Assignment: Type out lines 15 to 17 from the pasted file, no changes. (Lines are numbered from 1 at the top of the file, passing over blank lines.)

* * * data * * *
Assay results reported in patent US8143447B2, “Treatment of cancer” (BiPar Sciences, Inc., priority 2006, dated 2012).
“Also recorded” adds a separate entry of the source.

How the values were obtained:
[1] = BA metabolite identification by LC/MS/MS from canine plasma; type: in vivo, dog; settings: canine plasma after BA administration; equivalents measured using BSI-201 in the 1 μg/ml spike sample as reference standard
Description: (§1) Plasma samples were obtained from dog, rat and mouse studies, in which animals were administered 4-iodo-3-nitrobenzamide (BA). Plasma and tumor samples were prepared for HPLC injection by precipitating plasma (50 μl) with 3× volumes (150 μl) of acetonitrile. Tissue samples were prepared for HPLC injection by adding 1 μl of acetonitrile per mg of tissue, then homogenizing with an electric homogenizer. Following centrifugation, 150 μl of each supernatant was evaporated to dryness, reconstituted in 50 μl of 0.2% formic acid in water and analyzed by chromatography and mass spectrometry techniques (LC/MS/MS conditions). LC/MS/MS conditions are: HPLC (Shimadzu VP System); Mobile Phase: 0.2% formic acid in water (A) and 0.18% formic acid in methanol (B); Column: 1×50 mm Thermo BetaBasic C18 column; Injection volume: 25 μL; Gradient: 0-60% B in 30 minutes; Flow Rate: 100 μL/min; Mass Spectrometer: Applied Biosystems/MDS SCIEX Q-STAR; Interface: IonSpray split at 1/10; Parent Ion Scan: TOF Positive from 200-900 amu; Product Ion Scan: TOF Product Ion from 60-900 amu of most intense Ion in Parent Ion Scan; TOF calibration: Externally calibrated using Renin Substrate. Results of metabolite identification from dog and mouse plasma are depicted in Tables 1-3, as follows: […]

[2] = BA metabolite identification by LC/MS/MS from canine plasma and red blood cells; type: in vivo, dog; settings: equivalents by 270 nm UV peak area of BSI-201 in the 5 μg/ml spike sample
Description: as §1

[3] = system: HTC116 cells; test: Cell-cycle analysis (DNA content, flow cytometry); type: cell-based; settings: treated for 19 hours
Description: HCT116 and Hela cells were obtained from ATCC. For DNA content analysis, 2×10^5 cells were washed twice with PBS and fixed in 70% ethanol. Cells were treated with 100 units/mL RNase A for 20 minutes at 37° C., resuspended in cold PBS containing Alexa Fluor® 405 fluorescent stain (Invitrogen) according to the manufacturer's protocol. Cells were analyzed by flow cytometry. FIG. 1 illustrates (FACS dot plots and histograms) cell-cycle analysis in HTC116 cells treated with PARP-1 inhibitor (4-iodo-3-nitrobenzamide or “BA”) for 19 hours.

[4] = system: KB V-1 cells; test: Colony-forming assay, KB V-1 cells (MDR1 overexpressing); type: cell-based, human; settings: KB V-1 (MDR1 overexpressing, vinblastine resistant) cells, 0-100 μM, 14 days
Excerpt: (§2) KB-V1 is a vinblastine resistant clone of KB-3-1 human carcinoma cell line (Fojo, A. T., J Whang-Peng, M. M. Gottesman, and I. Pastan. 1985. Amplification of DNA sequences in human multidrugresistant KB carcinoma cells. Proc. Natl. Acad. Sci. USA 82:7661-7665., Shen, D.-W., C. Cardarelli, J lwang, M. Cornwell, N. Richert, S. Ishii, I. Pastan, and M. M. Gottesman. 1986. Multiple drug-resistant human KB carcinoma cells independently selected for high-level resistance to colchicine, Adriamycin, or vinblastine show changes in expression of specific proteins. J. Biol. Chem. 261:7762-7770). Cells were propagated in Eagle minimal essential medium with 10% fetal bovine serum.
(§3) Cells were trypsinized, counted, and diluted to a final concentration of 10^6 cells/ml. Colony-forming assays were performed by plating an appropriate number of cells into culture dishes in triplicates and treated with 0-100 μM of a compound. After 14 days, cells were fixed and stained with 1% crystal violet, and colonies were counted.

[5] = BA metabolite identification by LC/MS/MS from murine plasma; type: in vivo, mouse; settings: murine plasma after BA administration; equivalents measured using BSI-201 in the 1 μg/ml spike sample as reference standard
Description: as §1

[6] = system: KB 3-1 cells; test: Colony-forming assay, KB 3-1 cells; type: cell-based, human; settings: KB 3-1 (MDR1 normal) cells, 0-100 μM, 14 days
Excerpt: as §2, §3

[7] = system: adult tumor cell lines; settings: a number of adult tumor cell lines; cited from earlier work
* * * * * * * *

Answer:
[6] = system: KB 3-1 cells; test: Colony-forming assay, KB 3-1 cells; type: cell-based, human; settings: KB 3-1 (MDR1 normal) cells, 0-100 μM, 14 days
Excerpt: as §2, §3

[7] = system: adult tumor cell lines; settings: a number of adult tumor cell lines; cited from earlier work